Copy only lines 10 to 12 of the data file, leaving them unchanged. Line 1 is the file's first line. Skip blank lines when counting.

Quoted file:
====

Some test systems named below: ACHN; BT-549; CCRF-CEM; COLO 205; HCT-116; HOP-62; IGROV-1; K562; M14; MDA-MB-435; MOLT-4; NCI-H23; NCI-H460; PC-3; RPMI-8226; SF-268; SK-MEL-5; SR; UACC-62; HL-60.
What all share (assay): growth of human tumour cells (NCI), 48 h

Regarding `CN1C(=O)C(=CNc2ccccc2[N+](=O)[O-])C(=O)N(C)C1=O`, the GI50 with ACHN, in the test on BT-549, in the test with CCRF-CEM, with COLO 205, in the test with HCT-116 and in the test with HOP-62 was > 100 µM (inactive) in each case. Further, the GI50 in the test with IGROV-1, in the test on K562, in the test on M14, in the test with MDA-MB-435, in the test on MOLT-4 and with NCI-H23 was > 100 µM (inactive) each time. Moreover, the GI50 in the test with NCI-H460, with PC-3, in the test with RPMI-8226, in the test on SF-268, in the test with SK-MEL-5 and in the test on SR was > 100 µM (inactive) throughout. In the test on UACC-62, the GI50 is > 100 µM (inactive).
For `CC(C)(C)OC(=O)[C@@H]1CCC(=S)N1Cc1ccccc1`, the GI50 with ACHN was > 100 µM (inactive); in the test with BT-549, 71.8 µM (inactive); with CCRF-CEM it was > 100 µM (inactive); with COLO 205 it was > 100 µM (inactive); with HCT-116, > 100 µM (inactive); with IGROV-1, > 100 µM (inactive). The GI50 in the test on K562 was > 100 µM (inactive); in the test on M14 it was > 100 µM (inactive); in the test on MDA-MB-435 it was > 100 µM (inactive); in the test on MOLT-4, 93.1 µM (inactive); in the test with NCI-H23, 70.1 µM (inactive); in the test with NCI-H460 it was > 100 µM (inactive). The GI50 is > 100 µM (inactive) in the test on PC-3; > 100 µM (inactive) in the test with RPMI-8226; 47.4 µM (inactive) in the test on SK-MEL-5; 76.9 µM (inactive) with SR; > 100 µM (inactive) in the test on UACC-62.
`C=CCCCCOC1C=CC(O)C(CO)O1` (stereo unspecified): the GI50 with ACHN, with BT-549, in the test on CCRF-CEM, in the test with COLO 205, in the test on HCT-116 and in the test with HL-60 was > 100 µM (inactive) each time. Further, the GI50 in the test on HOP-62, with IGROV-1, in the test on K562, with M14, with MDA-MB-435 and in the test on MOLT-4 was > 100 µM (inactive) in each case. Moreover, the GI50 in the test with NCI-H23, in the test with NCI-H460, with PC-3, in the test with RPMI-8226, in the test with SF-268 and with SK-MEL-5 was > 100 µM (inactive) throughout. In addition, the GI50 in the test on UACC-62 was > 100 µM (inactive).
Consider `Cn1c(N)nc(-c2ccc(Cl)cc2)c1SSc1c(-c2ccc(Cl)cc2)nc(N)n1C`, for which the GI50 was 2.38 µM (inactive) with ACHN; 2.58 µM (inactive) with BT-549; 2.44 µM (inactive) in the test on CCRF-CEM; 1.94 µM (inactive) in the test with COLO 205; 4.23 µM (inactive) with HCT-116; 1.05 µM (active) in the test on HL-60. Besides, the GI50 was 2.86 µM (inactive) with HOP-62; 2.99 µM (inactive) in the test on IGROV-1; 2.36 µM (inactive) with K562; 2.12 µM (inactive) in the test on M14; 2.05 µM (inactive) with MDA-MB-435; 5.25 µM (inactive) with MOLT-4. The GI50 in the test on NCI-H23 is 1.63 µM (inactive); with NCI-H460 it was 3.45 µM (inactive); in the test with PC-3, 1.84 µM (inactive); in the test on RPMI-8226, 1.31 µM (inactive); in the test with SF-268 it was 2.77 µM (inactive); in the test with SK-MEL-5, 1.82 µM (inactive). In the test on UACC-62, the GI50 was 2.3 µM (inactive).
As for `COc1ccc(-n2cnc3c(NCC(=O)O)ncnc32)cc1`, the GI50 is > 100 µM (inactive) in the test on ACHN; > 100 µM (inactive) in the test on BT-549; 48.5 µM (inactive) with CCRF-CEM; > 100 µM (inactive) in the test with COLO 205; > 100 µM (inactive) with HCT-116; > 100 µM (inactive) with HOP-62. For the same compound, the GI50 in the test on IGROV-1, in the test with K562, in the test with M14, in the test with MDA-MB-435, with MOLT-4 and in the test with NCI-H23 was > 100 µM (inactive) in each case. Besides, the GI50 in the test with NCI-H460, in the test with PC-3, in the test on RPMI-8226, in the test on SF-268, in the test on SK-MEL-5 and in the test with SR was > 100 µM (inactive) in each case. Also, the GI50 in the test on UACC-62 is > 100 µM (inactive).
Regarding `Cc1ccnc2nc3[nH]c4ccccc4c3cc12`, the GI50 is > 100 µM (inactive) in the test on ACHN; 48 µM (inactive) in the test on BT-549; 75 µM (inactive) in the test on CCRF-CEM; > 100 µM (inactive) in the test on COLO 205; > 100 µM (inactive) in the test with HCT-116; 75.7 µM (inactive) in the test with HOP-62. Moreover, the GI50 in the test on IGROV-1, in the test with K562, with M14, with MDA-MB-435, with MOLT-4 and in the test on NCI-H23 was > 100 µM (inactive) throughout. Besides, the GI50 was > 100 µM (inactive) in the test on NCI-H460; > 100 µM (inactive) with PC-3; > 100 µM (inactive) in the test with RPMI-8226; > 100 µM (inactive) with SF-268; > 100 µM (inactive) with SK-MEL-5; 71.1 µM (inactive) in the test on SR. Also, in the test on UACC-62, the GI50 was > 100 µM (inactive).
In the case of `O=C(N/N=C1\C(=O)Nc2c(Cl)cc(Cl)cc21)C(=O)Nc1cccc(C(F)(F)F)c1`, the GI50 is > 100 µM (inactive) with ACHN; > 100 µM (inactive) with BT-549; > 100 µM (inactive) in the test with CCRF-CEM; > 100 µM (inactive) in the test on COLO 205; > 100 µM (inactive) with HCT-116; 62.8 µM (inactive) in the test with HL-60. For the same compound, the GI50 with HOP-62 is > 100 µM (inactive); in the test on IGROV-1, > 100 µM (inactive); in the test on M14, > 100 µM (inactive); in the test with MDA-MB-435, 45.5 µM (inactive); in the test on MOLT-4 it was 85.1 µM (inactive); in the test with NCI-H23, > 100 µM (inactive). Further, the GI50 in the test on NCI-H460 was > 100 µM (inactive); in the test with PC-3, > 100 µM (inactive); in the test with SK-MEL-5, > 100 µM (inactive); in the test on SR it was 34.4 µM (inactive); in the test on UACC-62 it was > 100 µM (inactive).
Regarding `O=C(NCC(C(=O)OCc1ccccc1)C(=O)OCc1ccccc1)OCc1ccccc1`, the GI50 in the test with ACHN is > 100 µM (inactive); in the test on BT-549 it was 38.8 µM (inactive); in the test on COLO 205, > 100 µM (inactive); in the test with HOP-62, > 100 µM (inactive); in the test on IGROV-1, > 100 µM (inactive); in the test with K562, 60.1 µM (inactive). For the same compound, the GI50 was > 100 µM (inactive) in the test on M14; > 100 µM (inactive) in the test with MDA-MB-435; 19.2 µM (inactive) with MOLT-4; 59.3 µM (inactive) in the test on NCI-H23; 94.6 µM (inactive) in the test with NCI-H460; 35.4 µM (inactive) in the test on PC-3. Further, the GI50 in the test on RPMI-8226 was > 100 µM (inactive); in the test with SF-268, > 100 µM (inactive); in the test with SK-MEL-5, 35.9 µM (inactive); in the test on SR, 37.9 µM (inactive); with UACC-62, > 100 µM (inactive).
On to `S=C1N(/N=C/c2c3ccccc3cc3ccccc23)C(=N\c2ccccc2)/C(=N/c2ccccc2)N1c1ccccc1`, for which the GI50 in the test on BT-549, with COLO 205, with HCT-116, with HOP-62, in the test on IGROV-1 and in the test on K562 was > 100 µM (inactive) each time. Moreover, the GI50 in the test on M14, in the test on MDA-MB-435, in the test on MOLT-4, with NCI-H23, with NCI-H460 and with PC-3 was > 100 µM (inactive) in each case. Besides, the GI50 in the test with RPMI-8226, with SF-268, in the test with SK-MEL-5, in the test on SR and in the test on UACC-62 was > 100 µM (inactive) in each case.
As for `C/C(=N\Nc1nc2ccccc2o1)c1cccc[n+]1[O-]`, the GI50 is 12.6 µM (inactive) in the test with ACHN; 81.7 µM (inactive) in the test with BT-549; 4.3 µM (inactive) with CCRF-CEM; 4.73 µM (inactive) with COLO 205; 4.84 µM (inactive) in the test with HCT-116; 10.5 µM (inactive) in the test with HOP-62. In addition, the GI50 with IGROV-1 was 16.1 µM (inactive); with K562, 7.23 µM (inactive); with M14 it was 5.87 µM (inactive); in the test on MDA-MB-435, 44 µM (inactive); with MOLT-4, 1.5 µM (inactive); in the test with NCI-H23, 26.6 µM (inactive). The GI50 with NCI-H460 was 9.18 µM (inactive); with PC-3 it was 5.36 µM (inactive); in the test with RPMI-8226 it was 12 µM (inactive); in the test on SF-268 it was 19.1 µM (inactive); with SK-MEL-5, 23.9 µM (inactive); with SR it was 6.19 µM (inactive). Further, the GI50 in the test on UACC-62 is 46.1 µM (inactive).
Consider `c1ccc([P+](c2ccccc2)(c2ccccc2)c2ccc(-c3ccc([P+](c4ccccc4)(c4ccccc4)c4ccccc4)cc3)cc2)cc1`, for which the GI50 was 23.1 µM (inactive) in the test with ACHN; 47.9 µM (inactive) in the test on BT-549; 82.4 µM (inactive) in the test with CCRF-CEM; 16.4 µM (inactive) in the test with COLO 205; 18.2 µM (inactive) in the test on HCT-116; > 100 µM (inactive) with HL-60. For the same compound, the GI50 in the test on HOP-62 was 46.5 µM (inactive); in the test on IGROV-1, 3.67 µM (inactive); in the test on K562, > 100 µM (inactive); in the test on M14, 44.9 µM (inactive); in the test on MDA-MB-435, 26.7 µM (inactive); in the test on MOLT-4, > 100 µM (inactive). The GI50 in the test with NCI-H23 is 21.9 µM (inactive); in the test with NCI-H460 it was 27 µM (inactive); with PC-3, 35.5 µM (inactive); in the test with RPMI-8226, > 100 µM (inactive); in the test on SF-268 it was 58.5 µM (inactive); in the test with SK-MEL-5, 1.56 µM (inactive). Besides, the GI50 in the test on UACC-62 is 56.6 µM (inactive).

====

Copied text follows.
Regarding `O=C(NCC(C(=O)OCc1ccccc1)C(=O)OCc1ccccc1)OCc1ccccc1`, the GI50 in the test with ACHN is > 100 µM (inactive); in the test on BT-549 it was 38.8 µM (inactive); in the test on COLO 205, > 100 µM (inactive); in the test with HOP-62, > 100 µM (inactive); in the test on IGROV-1, > 100 µM (inactive); in the test with K562, 60.1 µM (inactive). For the same compound, the GI50 was > 100 µM (inactive) in the test on M14; > 100 µM (inactive) in the test with MDA-MB-435; 19.2 µM (inactive) with MOLT-4; 59.3 µM (inactive) in the test on NCI-H23; 94.6 µM (inactive) in the test with NCI-H460; 35.4 µM (inactive) in the test on PC-3. Further, the GI50 in the test on RPMI-8226 was > 100 µM (inactive); in the test with SF-268, > 100 µM (inactive); in the test with SK-MEL-5, 35.9 µM (inactive); in the test on SR, 37.9 µM (inactive); with UACC-62, > 100 µM (inactive).
On to `S=C1N(/N=C/c2c3ccccc3cc3ccccc23)C(=N\c2ccccc2)/C(=N/c2ccccc2)N1c1ccccc1`, for which the GI50 in the test on BT-549, with COLO 205, with HCT-116, with HOP-62, in the test on IGROV-1 and in the test on K562 was > 100 µM (inactive) each time. Moreover, the GI50 in the test on M14, in the test on MDA-MB-435, in the test on MOLT-4, with NCI-H23, with NCI-H460 and with PC-3 was > 100 µM (inactive) in each case. Besides, the GI50 in the test with RPMI-8226, with SF-268, in the test with SK-MEL-5, in the test on SR and in the test on UACC-62 was > 100 µM (inactive) in each case.
As for `C/C(=N\Nc1nc2ccccc2o1)c1cccc[n+]1[O-]`, the GI50 is 12.6 µM (inactive) in the test with ACHN; 81.7 µM (inactive) in the test with BT-549; 4.3 µM (inactive) with CCRF-CEM; 4.73 µM (inactive) with COLO 205; 4.84 µM (inactive) in the test with HCT-116; 10.5 µM (inactive) in the test with HOP-62. In addition, the GI50 with IGROV-1 was 16.1 µM (inactive); with K562, 7.23 µM (inactive); with M14 it was 5.87 µM (inactive); in the test on MDA-MB-435, 44 µM (inactive); with MOLT-4, 1.5 µM (inactive); in the test with NCI-H23, 26.6 µM (inactive). The GI50 with NCI-H460 was 9.18 µM (inactive); with PC-3 it was 5.36 µM (inactive); in the test with RPMI-8226 it was 12 µM (inactive); in the test on SF-268 it was 19.1 µM (inactive); with SK-MEL-5, 23.9 µM (inactive); with SR it was 6.19 µM (inactive). Further, the GI50 in the test on UACC-62 is 46.1 µM (inactive).